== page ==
Opinion: Lincoln’s unity can protect us from eroding trust and a ‘Second Civil War’
Americans are divided right now, but Abraham Lincoln’s ‘electric cord’ — or the universal principals in the Declaration of Independence — is exactly what we need to stabilize.
One hundred and sixty-four years ago in a Senate campaign speech against Stephen Douglas, Abraham Lincoln reminded his listeners that only two generations earlier, the nation’s “iron men” had fought for our founding principles. These concepts had brought great prosperity to members of the United States, he noted, and we celebrate these principles and this prosperity each year “sometime about the 4th of July, for some reason or another.” (A politician with a corny sense of humor? We’ll take it.)
But then Lincoln posed a problem.
Due to immigration, already half the young country had no biological connection to the founding generation. When the immigrants and descendants of immigrants “look back through this history to trace their connection with those days by blood, they find they have none.”
Unable through biology to “carry themselves back into that glorious epoch,” were these immigrants unable to “feel that they are part of us”?
Lincoln answered his own question with a resounding no.
First, Lincoln maintained, these immigrants “fin(d) themselves our equals in all things.” This is an important reminder of how to regard those who have recently come to our country.
Second, Lincoln noted that when the new arrivals to America look to the Declaration of Independence, they find the self-evident truth that all are created equal. “That,” Lincoln said, “is the father of all moral principle” for our country. Every American, Lincoln expounded, has a right to claim those ideals “as though they were blood of the blood, and flesh of the flesh of the men who wrote that Declaration.”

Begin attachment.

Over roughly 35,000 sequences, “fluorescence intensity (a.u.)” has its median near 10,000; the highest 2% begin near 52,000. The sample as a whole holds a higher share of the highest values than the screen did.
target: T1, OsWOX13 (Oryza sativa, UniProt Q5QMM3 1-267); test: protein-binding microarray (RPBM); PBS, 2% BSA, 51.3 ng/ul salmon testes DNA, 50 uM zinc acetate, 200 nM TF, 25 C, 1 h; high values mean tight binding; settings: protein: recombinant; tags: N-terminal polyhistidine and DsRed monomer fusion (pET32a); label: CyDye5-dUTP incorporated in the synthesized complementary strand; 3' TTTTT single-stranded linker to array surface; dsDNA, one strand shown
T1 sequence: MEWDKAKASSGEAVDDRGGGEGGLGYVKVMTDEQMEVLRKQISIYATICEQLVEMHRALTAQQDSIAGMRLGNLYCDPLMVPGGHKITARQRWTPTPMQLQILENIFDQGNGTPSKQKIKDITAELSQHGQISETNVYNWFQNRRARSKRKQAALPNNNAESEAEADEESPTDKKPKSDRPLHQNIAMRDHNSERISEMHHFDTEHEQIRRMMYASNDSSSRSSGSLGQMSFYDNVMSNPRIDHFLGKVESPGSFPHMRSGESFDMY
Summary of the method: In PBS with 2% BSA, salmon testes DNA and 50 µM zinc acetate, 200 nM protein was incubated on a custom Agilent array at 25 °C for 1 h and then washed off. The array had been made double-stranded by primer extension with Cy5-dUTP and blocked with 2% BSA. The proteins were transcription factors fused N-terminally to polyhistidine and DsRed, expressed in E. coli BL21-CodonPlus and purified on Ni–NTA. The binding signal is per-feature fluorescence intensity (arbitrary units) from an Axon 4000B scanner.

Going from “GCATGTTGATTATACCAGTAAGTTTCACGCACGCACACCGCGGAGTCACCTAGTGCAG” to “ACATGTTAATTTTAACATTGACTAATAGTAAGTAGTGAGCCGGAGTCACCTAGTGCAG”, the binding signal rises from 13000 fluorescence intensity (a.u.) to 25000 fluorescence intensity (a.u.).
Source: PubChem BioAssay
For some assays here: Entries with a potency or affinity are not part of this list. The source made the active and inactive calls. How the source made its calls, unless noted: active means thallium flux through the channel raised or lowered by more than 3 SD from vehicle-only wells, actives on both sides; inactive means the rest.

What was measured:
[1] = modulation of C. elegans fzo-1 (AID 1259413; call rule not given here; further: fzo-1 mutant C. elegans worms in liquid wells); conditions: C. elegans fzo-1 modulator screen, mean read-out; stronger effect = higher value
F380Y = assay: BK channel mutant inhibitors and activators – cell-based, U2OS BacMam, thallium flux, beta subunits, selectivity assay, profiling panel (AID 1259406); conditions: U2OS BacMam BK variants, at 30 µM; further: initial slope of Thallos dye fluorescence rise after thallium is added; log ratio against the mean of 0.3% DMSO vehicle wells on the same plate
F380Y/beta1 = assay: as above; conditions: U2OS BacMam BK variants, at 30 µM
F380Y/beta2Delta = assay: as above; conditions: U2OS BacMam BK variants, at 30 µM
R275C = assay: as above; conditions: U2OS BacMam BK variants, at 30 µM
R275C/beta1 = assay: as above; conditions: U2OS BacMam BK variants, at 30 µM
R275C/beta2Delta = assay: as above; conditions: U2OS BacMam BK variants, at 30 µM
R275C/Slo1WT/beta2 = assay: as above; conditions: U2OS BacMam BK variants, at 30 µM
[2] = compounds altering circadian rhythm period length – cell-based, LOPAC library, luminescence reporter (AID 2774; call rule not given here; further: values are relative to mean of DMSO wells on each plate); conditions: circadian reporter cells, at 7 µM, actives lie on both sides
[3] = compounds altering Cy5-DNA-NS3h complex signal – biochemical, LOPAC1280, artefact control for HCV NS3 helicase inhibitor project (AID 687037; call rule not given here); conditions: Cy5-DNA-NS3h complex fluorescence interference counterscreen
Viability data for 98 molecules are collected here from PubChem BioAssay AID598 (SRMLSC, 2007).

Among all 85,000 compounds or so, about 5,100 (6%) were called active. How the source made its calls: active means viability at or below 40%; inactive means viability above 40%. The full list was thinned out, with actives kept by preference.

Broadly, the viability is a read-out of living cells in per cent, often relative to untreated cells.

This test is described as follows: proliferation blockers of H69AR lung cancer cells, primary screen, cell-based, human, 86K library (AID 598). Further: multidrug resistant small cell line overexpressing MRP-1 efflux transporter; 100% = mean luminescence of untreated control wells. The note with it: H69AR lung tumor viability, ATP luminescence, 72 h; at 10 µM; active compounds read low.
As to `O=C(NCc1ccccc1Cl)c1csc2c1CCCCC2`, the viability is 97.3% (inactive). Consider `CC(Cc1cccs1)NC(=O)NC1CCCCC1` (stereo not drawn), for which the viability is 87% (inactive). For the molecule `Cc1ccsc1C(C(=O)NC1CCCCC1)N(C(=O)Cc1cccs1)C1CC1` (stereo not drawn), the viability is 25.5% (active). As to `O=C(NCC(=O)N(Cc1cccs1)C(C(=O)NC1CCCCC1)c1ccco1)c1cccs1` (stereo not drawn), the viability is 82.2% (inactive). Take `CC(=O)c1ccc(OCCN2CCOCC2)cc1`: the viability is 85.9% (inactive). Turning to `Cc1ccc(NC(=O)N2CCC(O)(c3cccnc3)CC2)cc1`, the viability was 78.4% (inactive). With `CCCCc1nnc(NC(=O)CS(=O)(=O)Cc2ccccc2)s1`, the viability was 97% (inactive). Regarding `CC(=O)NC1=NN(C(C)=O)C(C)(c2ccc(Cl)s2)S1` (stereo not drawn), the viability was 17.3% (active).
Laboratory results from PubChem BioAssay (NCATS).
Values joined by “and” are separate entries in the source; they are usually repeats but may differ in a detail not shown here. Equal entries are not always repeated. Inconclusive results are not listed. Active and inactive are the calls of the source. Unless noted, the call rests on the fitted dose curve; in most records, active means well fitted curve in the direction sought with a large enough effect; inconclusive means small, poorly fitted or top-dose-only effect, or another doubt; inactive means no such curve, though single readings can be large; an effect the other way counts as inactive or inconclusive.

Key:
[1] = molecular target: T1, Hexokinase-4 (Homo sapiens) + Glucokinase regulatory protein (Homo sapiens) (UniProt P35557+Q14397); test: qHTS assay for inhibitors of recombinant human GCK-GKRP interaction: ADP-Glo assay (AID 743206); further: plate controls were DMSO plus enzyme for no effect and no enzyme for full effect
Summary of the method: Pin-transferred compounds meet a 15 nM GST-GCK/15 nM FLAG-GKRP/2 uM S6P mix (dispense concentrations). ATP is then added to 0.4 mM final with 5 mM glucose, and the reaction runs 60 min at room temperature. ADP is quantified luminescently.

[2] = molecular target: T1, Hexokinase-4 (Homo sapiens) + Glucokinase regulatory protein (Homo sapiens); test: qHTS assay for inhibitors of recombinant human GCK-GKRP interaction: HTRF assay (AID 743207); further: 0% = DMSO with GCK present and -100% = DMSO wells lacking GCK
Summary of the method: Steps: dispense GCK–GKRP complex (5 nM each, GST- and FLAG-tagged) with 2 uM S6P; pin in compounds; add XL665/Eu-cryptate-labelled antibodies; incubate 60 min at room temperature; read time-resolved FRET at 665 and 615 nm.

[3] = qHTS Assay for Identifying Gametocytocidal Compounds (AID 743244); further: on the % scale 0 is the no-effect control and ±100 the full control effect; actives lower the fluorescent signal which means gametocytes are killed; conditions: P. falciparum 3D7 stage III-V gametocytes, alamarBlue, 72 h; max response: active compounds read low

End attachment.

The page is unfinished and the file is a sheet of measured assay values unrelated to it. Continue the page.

In this way, the Declaration of Independence becomes for us an “electric cord,” argued Lincoln. A cord to plug in one’s laptop would be anachronistic. But electric telegraph wires were already changing America, “making the large and diverse nation an ‘organic whole.’” As well, Lincoln had studied both Euclid and modern technology, and could have had in mind the electricity of the human central nervous system transmitted through the spinal cord. Whichever sense Lincoln meant, the “electric cord” metaphor recognized that “American political unity requires a basis in what is universal.”
The universal principles of the Declaration of Independence — that “electric cord,” “the father of all moral principle” for our country — can, said Lincoln, link all “patriotic hearts as long as the love of freedom exists in the minds of (people) throughout the world.”
How strong is our “electric cord” today?
In many ways, the problem Lincoln posited so many years ago afflicts us now, though not necessarily among our newest residents. Too many in the United States — whether members of the Daughters of the Revolution or daughters of an immigrant on a green card — have an eroding trust in our institutions, an eroding connection to their fellow Americans.
There is talk of secession. There is talk of scrapping our system and starting anew. There is talk of a “Second Civil War.” And there is an inability to talk civilly to those of different political perspectives. There is partisan distrust today at levels we have not seen in decades.
Each of us can stand against such disunion. We must not allow bad actors to “pre(y) on (our) patriotism, ... on (our) sense of justice.” Our love of country must only be a tool to defend the “electric cord,” not a weapon against our institutions, our constitution or our neighbors.
Utah’s Civic Season has been an effort to defend our “electric cord.” As it wraps up and we reflect on our own civic engagement, hopefully we find reasons to celebrate that cord that unites and enlivens us as Americans. Hopefully we recommit ourselves to the self-evident truths that everyone is created equal. And hopefully we recognize the love of freedom in the minds and hearts of others, even those unlike ourselves, those new to our country, those who have political positions different from our own.
Lisa R. Halverson is a civics education fellow at Utah Valley University’s Center for Constitutional Studies.